Thursday, October 15, 2020

What I've Been Reading Lately (Quick Lit)

Today I'm linking up with Modern Mrs. Darcy's Quick Lit to bring you some short and sweet reviews of what I've read in the past month. For longer reviews, you can always find me on Goodreads.

Looking for Mr. Goodbar by Judith Rossner: I didn't enjoy this, both because of the premise (psychological wounds from childhood are the only explanation for why a women would regularly seek out casual sex, though it's bound to end in tragedy!) and because the main character, Theresa, was hard to relate to. It's a shame, since Rossner is actually quite a good writer. She just chose to use her talents to write a story making it seem like a real-life person was to blame for her own murder because she liked casual sex.

Rebecca by Daphne du Maurier: This was as good as I remembered, and I think there were even more elements that I caught this time, reading as an adult and listening to it as an audiobook. I greatly enjoyed this version narrated by Anna Massey, and I would highly recommend this read!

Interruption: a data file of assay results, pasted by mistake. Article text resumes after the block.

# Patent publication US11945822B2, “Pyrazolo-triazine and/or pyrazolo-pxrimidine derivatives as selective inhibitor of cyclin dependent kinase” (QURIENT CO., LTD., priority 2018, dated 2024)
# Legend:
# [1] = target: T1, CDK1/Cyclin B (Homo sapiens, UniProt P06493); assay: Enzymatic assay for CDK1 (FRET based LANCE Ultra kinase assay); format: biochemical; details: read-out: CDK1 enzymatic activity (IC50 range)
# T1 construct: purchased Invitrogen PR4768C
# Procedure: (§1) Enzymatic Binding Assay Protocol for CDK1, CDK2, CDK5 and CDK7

Girls with Sharp Sticks by Suzanne Young: This fictional representation of patriarchy taken to extremes was creepy and tense. The author worked in a multitude of different ways that society seeks to control women: their bodies, their attitudes, their roles. The plot was mostly unpredictable, but the plot twists (or "reveals") were highly predictable, which was a big disappointing.

The Autobiography of Martin Luther King, Jr. by Martin Luther King, Jr.: It definitely took a while to get through this, but I appreciated the chance to read about MLK's life start to finish in one book. This is an investment of time, for sure, but it's a worthwhile one if you want to get a thorough account of King's life and legacy.

The Tuesday Club Murders by Agatha Christie: The second Miss Marple book is a collection of short mysteries, which I liked more than the Poirot collections, but I'm still not a big fan of Miss Marple generally. I liked the setup for this book but dislike when solutions rely on knowledge of things like what poisonous substance people used as eye drops back in the 1930s. I'm not sold on Miss Marple yet, but I will continue with the series and see if her character develops beyond the caricature here.

Looking back:
One year ago I was reading: Possession, An Untamed State, and Whistling Vivaldi
Five years ago I was reading: The Other Wes Moore, A Snicker of Magic, and Death in the Andes
Ten years ago I was reading: Asking Questions

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